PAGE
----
Reports surfaced this week that Path – the photo-powered social network of 10 million users – stands accused of resorting to “spammy tactics” for the presumable purpose of recruiting more members.
Adrianne Jeffries of The Verge says that digital marketer Stephen Kenwright “downloaded the app earlier this week, tried it out, uninstalled it, and went to bed.”
But that seeming conclusion to Kenwright’s relationship with Path wasn’t the end at all.
“When he woke up,” Jeffries reports, “he found that Path had gone on a rogue mission early in the morning, texting and robocalling an unknown number of his contacts, including his grandparents.”
Path reportedly worked its way through Kenwright’s entire contact book by the next day.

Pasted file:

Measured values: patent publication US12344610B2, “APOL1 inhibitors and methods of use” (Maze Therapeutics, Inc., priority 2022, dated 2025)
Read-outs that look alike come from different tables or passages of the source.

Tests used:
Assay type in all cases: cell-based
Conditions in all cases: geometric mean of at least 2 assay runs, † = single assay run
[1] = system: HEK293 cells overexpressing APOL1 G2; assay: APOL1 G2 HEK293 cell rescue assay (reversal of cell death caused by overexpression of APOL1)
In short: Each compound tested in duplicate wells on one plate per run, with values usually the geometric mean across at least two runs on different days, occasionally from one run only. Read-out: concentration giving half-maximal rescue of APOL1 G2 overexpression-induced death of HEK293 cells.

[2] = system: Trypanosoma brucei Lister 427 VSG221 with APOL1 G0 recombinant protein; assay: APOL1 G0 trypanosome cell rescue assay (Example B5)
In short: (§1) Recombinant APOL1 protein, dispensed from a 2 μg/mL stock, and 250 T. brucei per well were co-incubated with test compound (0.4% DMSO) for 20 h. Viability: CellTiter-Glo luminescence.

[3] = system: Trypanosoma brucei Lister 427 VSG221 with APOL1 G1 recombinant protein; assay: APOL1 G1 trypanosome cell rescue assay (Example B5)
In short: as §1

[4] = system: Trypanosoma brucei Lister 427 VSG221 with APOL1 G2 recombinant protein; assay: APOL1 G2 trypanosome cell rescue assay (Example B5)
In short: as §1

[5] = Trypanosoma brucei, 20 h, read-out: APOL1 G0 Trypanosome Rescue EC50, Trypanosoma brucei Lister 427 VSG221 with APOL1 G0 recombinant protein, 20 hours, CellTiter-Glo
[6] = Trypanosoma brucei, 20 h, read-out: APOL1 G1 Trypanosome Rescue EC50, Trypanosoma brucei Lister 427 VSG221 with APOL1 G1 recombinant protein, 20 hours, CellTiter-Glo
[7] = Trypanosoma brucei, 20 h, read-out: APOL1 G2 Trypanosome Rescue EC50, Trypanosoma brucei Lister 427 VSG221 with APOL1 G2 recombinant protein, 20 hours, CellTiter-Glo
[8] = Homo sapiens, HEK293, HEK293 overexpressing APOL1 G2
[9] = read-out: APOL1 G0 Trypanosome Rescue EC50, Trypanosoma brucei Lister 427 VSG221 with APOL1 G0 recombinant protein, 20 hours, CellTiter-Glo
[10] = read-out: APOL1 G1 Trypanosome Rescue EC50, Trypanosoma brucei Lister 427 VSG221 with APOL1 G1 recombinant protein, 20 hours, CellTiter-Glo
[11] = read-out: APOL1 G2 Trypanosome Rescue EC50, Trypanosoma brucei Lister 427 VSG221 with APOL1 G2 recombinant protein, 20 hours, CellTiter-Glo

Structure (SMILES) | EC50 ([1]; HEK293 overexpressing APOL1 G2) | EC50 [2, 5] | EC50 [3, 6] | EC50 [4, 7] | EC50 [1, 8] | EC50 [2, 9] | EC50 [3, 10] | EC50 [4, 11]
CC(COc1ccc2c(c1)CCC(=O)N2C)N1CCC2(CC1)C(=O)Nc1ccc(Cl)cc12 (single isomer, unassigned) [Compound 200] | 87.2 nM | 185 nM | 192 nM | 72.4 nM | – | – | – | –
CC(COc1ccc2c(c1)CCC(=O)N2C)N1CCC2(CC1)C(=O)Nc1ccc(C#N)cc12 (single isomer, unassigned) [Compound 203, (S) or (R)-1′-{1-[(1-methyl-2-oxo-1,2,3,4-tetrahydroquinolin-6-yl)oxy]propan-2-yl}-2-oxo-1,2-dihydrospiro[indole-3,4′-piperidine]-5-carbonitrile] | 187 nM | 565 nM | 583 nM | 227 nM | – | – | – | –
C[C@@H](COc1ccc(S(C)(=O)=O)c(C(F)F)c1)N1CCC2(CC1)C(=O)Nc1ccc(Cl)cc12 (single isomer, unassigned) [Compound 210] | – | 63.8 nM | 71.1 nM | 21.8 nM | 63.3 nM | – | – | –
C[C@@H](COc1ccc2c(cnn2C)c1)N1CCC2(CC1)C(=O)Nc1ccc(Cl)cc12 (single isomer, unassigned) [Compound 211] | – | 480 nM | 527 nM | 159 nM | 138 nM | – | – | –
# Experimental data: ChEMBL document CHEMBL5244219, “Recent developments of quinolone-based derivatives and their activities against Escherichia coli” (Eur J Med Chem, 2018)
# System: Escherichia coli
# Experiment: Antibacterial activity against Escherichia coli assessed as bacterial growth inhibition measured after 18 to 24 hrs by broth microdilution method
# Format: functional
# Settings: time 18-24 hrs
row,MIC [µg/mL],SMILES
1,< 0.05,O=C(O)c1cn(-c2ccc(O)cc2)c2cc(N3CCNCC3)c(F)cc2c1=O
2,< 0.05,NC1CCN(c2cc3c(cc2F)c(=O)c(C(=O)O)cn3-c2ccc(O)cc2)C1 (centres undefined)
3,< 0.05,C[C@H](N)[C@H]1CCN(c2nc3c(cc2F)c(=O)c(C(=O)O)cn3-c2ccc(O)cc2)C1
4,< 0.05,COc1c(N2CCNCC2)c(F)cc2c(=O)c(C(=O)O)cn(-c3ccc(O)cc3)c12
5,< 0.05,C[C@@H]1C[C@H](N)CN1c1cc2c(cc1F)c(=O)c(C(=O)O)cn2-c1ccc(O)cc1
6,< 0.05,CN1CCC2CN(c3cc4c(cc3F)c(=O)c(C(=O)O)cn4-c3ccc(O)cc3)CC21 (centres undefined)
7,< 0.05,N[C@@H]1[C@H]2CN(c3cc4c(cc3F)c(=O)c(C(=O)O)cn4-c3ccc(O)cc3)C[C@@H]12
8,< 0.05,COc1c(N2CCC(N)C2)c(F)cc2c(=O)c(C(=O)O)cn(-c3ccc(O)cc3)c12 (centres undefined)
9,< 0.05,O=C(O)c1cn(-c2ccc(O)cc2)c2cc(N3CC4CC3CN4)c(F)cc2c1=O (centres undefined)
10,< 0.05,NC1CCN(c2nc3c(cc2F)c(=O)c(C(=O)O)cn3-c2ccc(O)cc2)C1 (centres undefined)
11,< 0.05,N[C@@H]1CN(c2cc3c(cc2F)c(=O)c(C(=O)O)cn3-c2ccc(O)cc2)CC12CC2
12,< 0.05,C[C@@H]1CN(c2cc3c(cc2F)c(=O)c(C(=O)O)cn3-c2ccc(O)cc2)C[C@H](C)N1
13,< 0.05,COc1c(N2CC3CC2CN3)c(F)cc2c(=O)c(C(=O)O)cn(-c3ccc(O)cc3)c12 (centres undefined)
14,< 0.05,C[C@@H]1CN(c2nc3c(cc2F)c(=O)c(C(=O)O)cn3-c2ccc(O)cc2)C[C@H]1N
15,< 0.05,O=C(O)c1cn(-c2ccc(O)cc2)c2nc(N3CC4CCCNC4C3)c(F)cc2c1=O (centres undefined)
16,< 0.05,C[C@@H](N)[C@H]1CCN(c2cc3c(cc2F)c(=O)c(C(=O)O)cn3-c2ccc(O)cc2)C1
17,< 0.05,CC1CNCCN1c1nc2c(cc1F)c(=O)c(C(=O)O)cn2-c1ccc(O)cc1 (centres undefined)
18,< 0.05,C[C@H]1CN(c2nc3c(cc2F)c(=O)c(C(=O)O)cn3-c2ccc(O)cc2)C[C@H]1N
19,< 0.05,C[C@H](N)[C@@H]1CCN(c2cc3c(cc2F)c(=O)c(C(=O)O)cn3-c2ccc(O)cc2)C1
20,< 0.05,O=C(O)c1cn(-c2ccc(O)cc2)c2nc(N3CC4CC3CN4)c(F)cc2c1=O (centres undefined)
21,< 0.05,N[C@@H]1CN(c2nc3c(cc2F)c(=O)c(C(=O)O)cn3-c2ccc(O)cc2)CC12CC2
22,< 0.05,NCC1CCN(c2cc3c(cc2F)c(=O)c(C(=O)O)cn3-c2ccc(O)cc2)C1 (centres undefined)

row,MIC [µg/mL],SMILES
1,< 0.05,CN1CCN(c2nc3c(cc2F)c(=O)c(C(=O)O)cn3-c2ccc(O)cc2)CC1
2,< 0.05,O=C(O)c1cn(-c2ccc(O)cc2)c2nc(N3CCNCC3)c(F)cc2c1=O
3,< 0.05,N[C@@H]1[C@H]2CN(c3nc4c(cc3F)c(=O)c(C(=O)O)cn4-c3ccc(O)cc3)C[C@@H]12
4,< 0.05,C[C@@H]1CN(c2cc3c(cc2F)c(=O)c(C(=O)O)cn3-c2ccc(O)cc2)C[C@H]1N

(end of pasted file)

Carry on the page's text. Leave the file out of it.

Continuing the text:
Coworkers, friends, and family were asking him about the text or phone call they’d received from Path, which stated that Kenwright wanted to share photos with them.
“Having uninstalled the app yesterday when I decided it wasn’t for me, I’m going to go ahead and assume that Path took this data out of my phonebook sometime during the half hour I had it installed,” Kenwright stated in his initial blog entry, which can be read here.
Kenwright has updated his blog post with a clarification from Path. The company meant to send the messages during the time he was signed up for the app and “didn’t seem to realize that UK landlines… read out text messages that are sent to them.” Path is investigating why there was a delay in the timing of the message delivery.